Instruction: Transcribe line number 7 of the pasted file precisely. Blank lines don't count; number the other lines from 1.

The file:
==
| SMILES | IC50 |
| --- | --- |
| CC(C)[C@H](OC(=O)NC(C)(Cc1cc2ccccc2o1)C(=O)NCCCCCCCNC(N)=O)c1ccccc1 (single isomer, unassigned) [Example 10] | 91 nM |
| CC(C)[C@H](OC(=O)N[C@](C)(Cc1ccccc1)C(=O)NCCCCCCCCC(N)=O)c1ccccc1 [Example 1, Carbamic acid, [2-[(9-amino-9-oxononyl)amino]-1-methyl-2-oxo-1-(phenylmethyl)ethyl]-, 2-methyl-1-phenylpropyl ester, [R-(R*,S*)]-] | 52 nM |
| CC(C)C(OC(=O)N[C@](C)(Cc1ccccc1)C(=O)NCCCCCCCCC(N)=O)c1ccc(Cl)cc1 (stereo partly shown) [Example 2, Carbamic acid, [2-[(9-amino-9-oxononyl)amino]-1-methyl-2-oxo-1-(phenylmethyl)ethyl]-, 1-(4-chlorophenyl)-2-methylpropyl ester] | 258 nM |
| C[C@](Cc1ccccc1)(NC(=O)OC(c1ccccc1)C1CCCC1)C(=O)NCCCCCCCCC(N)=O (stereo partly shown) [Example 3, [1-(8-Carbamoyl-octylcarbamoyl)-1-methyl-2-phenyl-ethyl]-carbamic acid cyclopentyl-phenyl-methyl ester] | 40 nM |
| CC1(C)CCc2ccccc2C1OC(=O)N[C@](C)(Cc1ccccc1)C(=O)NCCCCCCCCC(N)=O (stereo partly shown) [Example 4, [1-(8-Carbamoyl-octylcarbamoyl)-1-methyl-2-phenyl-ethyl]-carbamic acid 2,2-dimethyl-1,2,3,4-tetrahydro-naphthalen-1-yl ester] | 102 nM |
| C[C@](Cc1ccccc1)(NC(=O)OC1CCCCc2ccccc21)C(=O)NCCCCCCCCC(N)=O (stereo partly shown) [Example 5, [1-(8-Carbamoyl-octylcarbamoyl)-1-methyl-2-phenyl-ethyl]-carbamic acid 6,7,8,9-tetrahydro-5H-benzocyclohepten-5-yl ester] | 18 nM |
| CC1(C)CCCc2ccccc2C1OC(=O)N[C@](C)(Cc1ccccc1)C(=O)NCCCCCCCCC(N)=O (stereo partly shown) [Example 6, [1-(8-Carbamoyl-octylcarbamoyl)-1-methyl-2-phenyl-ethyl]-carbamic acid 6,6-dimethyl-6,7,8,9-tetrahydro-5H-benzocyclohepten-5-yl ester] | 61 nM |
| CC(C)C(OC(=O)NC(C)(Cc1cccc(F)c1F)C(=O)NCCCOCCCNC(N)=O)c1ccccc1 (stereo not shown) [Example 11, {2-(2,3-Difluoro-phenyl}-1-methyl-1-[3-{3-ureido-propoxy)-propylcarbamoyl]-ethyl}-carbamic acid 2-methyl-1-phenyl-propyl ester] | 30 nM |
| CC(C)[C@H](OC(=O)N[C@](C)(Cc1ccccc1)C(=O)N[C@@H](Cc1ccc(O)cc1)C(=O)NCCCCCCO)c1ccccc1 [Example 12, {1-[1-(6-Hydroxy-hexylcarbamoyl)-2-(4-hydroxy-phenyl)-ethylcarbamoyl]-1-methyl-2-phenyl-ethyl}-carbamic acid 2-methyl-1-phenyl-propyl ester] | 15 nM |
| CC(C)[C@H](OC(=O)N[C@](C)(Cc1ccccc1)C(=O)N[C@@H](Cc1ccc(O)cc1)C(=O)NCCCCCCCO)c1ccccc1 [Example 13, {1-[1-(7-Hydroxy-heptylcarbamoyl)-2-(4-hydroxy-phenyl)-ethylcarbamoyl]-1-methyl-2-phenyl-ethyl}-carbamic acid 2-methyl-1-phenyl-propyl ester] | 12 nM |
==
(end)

| CC1(C)CCc2ccccc2C1OC(=O)N[C@](C)(Cc1ccccc1)C(=O)NCCCCCCCCC(N)=O (stereo partly shown) [Example 4, [1-(8-Carbamoyl-octylcarbamoyl)-1-methyl-2-phenyl-ethyl]-carbamic acid 2,2-dimethyl-1,2,3,4-tetrahydro-naphthalen-1-yl ester] | 102 nM |